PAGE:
Attorney-at-Law

CONCEDE, IF YOU MUST

In Uncategorized on 05/13/2019 at 16:53

But Be Reasonable

Fred B. Barbara and Lisa M. Barbara, 2019 T. C. Memo. 50, filed 5/13/19, had a trusty attorney, whom I’ll call John. John gets Fred into the materially-participated charmed circle, so his money-lending business’ NOL from a closed year is portable to the open years at issue.

But getting there wasn’t half the fun, the old Cunard commercial to the contrary notwithstanding. Fred and Lisa made some concessions, but all John argued was that Fred was reasonable in claiming he materially participated, not that he was reasonable in every position he took, even though he later folded some of them.

Of course, Fred and Lisa are OK on the materially-participated front, so they were more than reasonable – they were right.

But IRS got the Section 6751(b) Boss Hossery right, wherefore the Section 6662(d)(1) five-and-ten chops for the whole picture will await the Rule 155 beancount Judge Morrison orders.

“There were other adjustments in the notice of deficiency that are unrelated to whether Mr. Barbara materially participated in the lending business.  Many of these adjustments were conceded by the Barbaras and could result in underpayments for the years at issue.  However, the Barbaras did not argue that the reasonable-cause exception applies to any portions of underpayments due to these conceded adjustments.  The Barbaras did not propose findings of fact regarding these conceded adjustments.  The record does not show that the reasonable-cause exception applies to these conceded adjustments.  The Barbaras did not make any arguments on brief about these conceded adjustments or the applicability of the reasonable-cause exception to these conceded adjustments.  In summary, the Barbaras do not argue, and the record does not support, the applicability of the reasonable-cause exception as to these conceded adjustments.” 2019 T. C. Memo. 50, at pp. 9-10.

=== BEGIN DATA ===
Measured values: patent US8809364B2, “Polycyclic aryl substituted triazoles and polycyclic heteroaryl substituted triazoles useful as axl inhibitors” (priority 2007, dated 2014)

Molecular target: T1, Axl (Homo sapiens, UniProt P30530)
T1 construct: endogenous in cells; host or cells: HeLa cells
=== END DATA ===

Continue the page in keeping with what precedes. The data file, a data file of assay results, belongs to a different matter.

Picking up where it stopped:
All y’all will recall that IRS often folds in a case, but when the prevalent party asks for Section 7430 legals and admins, IRS routinely claims justification (reasonableness?), even when they folded right after the petition his the table. And IRS gets the win, even when they were wrong.

I’m not singling John out. The only football position I ever played is Monday morning (or afternoon, in my case) quarterback.

Takeaway- Your client, was, is, and always will be utterly reasonable, at all times, in all places, in every position they took or will take.  Even when they fold.

Advertisements

Leave a Reply

Please log in using one of these methods to post your comment:

WordPress.com Logo

You are commenting using your WordPress.com account. Log Out /  Change )

Google photo

You are commenting using your Google account. Log Out /  Change )

Twitter picture

You are commenting using your Twitter account. Log Out /  Change )

Facebook photo

You are commenting using your Facebook account. Log Out /  Change )

Connecting to %s

This site uses Akismet to reduce spam. Learn how your comment data is processed.

%d bloggers like this: